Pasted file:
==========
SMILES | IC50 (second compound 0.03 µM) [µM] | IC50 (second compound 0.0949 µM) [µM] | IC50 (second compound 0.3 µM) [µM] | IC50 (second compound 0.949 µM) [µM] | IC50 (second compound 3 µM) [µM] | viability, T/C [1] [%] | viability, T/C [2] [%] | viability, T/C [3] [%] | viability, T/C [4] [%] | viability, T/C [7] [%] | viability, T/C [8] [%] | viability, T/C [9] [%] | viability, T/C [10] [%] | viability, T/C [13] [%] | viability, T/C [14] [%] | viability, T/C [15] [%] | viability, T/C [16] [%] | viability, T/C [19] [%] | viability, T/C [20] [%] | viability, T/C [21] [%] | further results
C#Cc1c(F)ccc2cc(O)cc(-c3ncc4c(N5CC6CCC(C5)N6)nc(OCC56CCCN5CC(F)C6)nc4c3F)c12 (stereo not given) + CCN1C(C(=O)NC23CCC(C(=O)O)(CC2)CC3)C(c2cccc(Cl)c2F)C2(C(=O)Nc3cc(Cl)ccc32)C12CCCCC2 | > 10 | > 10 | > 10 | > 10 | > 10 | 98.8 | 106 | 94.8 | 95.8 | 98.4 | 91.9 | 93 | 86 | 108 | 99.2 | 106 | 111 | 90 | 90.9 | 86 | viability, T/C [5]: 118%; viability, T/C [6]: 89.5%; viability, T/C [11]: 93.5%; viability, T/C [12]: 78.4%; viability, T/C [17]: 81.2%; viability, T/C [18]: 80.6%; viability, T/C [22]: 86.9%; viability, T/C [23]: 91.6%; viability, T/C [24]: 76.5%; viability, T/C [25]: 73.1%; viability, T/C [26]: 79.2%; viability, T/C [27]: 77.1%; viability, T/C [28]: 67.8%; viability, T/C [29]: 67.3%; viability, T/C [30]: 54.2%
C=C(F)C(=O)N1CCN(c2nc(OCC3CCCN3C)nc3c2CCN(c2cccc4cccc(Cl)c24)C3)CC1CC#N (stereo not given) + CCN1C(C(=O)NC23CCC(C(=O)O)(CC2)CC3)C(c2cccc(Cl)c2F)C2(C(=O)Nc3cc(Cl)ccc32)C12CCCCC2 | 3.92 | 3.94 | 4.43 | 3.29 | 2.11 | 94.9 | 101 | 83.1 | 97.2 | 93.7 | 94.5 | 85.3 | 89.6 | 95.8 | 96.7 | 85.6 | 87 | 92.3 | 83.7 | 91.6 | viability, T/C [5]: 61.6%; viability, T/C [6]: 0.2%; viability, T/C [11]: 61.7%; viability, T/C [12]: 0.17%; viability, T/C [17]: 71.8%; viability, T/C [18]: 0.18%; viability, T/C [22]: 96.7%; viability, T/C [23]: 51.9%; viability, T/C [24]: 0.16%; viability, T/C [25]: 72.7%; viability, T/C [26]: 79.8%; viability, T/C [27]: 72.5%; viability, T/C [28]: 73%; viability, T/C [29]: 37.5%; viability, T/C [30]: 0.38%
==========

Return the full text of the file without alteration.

SMILES | IC50 (second compound 0.03 µM) [µM] | IC50 (second compound 0.0949 µM) [µM] | IC50 (second compound 0.3 µM) [µM] | IC50 (second compound 0.949 µM) [µM] | IC50 (second compound 3 µM) [µM] | viability, T/C [1] [%] | viability, T/C [2] [%] | viability, T/C [3] [%] | viability, T/C [4] [%] | viability, T/C [7] [%] | viability, T/C [8] [%] | viability, T/C [9] [%] | viability, T/C [10] [%] | viability, T/C [13] [%] | viability, T/C [14] [%] | viability, T/C [15] [%] | viability, T/C [16] [%] | viability, T/C [19] [%] | viability, T/C [20] [%] | viability, T/C [21] [%] | further results
C#Cc1c(F)ccc2cc(O)cc(-c3ncc4c(N5CC6CCC(C5)N6)nc(OCC56CCCN5CC(F)C6)nc4c3F)c12 (stereo not given) + CCN1C(C(=O)NC23CCC(C(=O)O)(CC2)CC3)C(c2cccc(Cl)c2F)C2(C(=O)Nc3cc(Cl)ccc32)C12CCCCC2 | > 10 | > 10 | > 10 | > 10 | > 10 | 98.8 | 106 | 94.8 | 95.8 | 98.4 | 91.9 | 93 | 86 | 108 | 99.2 | 106 | 111 | 90 | 90.9 | 86 | viability, T/C [5]: 118%; viability, T/C [6]: 89.5%; viability, T/C [11]: 93.5%; viability, T/C [12]: 78.4%; viability, T/C [17]: 81.2%; viability, T/C [18]: 80.6%; viability, T/C [22]: 86.9%; viability, T/C [23]: 91.6%; viability, T/C [24]: 76.5%; viability, T/C [25]: 73.1%; viability, T/C [26]: 79.2%; viability, T/C [27]: 77.1%; viability, T/C [28]: 67.8%; viability, T/C [29]: 67.3%; viability, T/C [30]: 54.2%
C=C(F)C(=O)N1CCN(c2nc(OCC3CCCN3C)nc3c2CCN(c2cccc4cccc(Cl)c24)C3)CC1CC#N (stereo not given) + CCN1C(C(=O)NC23CCC(C(=O)O)(CC2)CC3)C(c2cccc(Cl)c2F)C2(C(=O)Nc3cc(Cl)ccc32)C12CCCCC2 | 3.92 | 3.94 | 4.43 | 3.29 | 2.11 | 94.9 | 101 | 83.1 | 97.2 | 93.7 | 94.5 | 85.3 | 89.6 | 95.8 | 96.7 | 85.6 | 87 | 92.3 | 83.7 | 91.6 | viability, T/C [5]: 61.6%; viability, T/C [6]: 0.2%; viability, T/C [11]: 61.7%; viability, T/C [12]: 0.17%; viability, T/C [17]: 71.8%; viability, T/C [18]: 0.18%; viability, T/C [22]: 96.7%; viability, T/C [23]: 51.9%; viability, T/C [24]: 0.16%; viability, T/C [25]: 72.7%; viability, T/C [26]: 79.8%; viability, T/C [27]: 72.5%; viability, T/C [28]: 73%; viability, T/C [29]: 37.5%; viability, T/C [30]: 0.38%